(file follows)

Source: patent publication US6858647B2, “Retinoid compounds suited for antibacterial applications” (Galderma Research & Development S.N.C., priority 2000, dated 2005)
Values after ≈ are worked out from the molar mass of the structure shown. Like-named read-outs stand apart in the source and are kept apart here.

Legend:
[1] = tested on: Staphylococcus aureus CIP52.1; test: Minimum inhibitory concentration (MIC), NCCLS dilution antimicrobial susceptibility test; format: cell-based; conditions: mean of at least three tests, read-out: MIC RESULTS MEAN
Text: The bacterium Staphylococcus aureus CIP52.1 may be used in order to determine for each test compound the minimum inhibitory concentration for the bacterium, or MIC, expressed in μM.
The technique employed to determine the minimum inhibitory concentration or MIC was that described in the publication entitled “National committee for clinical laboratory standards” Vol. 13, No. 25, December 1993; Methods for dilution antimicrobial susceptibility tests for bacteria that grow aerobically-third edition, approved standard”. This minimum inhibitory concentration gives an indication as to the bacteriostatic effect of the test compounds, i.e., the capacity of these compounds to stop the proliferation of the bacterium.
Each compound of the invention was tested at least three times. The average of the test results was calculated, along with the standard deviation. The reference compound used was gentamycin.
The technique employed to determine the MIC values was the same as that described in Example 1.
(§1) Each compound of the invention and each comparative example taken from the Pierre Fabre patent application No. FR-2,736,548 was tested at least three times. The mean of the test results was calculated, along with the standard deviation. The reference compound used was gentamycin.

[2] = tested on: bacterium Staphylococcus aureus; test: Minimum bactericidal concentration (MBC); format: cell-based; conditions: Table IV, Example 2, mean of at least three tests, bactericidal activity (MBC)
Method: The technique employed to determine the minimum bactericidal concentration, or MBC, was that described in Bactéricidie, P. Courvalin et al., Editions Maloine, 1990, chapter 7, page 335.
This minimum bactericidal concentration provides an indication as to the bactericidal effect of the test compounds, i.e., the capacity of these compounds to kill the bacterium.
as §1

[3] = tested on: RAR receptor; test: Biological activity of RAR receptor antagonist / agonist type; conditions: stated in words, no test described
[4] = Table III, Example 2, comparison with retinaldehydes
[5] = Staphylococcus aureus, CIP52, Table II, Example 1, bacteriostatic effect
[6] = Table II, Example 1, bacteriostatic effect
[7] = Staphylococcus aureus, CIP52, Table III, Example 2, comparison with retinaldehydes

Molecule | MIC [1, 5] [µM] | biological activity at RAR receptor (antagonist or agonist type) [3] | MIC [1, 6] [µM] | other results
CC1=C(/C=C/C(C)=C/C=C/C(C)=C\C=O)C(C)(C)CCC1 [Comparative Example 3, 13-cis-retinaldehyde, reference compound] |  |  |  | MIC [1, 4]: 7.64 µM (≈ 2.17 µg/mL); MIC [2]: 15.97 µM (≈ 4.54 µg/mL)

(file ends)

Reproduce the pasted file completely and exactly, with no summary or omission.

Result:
Source: patent publication US6858647B2, “Retinoid compounds suited for antibacterial applications” (Galderma Research & Development S.N.C., priority 2000, dated 2005)
Values after ≈ are worked out from the molar mass of the structure shown. Like-named read-outs stand apart in the source and are kept apart here.

Legend:
[1] = tested on: Staphylococcus aureus CIP52.1; test: Minimum inhibitory concentration (MIC), NCCLS dilution antimicrobial susceptibility test; format: cell-based; conditions: mean of at least three tests, read-out: MIC RESULTS MEAN
Text: The bacterium Staphylococcus aureus CIP52.1 may be used in order to determine for each test compound the minimum inhibitory concentration for the bacterium, or MIC, expressed in μM.
The technique employed to determine the minimum inhibitory concentration or MIC was that described in the publication entitled “National committee for clinical laboratory standards” Vol. 13, No. 25, December 1993; Methods for dilution antimicrobial susceptibility tests for bacteria that grow aerobically-third edition, approved standard”. This minimum inhibitory concentration gives an indication as to the bacteriostatic effect of the test compounds, i.e., the capacity of these compounds to stop the proliferation of the bacterium.
Each compound of the invention was tested at least three times. The average of the test results was calculated, along with the standard deviation. The reference compound used was gentamycin.
The technique employed to determine the MIC values was the same as that described in Example 1.
(§1) Each compound of the invention and each comparative example taken from the Pierre Fabre patent application No. FR-2,736,548 was tested at least three times. The mean of the test results was calculated, along with the standard deviation. The reference compound used was gentamycin.

[2] = tested on: bacterium Staphylococcus aureus; test: Minimum bactericidal concentration (MBC); format: cell-based; conditions: Table IV, Example 2, mean of at least three tests, bactericidal activity (MBC)
Method: The technique employed to determine the minimum bactericidal concentration, or MBC, was that described in Bactéricidie, P. Courvalin et al., Editions Maloine, 1990, chapter 7, page 335.
This minimum bactericidal concentration provides an indication as to the bactericidal effect of the test compounds, i.e., the capacity of these compounds to kill the bacterium.
as §1

[3] = tested on: RAR receptor; test: Biological activity of RAR receptor antagonist / agonist type; conditions: stated in words, no test described
[4] = Table III, Example 2, comparison with retinaldehydes
[5] = Staphylococcus aureus, CIP52, Table II, Example 1, bacteriostatic effect
[6] = Table II, Example 1, bacteriostatic effect
[7] = Staphylococcus aureus, CIP52, Table III, Example 2, comparison with retinaldehydes

Molecule | MIC [1, 5] [µM] | biological activity at RAR receptor (antagonist or agonist type) [3] | MIC [1, 6] [µM] | other results
CC1=C(/C=C/C(C)=C/C=C/C(C)=C\C=O)C(C)(C)CCC1 [Comparative Example 3, 13-cis-retinaldehyde, reference compound] |  |  |  | MIC [1, 4]: 7.64 µM (≈ 2.17 µg/mL); MIC [2]: 15.97 µM (≈ 4.54 µg/mL)